This book would best interest those with seminary degrees or laypersons with a very keen interest in Biblical scholarship. Much of the research by the authors is rather mind-blowing and might be a bit much for the average churchgoer.
This book provides an accessible resource for those seeking information about the sacred feminine. For millennia, humans worshipped both female and male deities. This was especially true for agriculturally-based civilizations, as their deities represented the reproductive process of crops, animals, and humans. The authors have done good research and skillfully lift-up the many female deities that have sustained humanity throughout the ages. For those who want to further study this important piece of the history of religions, the books will not disappoint.
I found it incredibly interesting in how these religions were formed in the beginning - it's something I've always been interested in, how Judaism, Christianity and Islam all kind of circle around the same geographical area, principles and all include Jesus, which just makes the endless war and hatred of each other throughout history completely ridiculous to me. I am someone who is not religious in any way shape or form, but I respect other people's religions, as long as their beliefs don't belittle or diminish someone else's beliefs.
I did find it a little hard to follow at some points, simply because I am not brushed up on the Bible, but it didn't hinder my reading completely.
This was intricately detailed in it's research and the depth of work that the authors did for this was astounding. there were detailed recounts of Bible stories, and was very interesting to read. Obviously this is a book only 'suitable' for those who are interested in the subject itself and I do wish it had more of a feminist undertone but that's just my preference.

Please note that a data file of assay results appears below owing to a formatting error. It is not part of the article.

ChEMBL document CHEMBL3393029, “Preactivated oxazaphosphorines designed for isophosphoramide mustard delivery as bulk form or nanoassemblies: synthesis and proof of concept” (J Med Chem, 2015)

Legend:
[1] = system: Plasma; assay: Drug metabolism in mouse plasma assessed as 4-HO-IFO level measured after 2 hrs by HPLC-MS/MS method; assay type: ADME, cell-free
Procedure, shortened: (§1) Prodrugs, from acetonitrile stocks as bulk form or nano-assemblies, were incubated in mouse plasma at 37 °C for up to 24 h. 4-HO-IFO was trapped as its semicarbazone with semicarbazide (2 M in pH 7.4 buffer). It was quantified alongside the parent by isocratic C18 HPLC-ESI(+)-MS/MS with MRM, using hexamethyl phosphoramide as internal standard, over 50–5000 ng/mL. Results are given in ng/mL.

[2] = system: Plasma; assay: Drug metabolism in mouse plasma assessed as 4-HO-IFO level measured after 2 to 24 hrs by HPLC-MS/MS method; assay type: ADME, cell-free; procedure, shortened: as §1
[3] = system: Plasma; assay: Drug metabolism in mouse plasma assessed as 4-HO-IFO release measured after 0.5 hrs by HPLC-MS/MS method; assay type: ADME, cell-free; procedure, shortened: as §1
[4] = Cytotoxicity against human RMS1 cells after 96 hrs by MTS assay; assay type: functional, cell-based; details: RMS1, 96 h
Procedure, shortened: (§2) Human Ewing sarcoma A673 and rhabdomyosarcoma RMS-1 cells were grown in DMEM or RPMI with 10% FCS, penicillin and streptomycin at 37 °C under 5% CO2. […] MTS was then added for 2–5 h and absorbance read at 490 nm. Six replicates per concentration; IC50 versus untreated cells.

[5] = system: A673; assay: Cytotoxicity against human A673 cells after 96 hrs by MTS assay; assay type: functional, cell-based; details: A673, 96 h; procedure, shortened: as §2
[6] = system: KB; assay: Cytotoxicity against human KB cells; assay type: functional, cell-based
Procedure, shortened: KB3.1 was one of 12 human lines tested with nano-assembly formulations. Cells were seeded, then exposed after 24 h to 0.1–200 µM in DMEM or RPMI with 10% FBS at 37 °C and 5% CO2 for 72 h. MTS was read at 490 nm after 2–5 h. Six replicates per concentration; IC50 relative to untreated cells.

An interesting and engrossing book about the sacred feminine. It's well researched and well written.
I learned a lot and I think I'd like to read other books by this author.
Many thanks to the publisher and Netgalley for this ARC, all opinions are mine.
When God Had a Wide is a in depth book that is well researched and fascinating. It is well written and very interesting. If you are interested in religious studies than this is a good book for you.
I'm gonna jump right in and say that When God Had a Wife: The Fall and Rise of the Sacred Feminine in the Judeo-Christian Tradition has been one of the most fascinating books I've ever read. I randomly requested it on NetGalley because I liked the title and I wanted to read a nonfiction. I'm obviously very glad I did because I highly enjoyed this book and I consider it a 2019 favorite of mine now.
I am a history lover and I've always been intrigued by anything biblical ever since I was a child but I wouldn't say this book is something I'd pick up easily. I just don't read a lot of books that deal with religion or spirituality even though I do find these interesting topics. So now I feel I definitely need to read more books that are similar to this one, or at least look into the authors' other books. I'm sure they will be equally intriguing.
A big chunk of this book, which was mostly the first part, dived into the early days of Judaism and where Asherah (Yahweh's wife) fit in it. This part was the most fascinating to me. I could hardly stop reading this particular section of the book. It was not only something interesting to read about but also very thought-provoking.
Another thing I feel I just gotta mention is that this was a very well-researched book and that the authors definitely know what they're talking about. This is another reason why I can't wait to read more books written by them, actually. I know this book will probably not be everyone's cup of tea. I must admit that even for me all the information of the Sacred Feminine and everything it entails made my head spin but it was well worth the read. I'm so glad I stumbled upon it!
This book is well researched. "When God Had a Wife" is a great discussion on the what is the female nature of God as we see it in the Bible. Is it worth the read? Yes. Does it answer all questions? No. And that is what makes the book. you will be enriched by the discussion and be filled with questions and speculations of your own.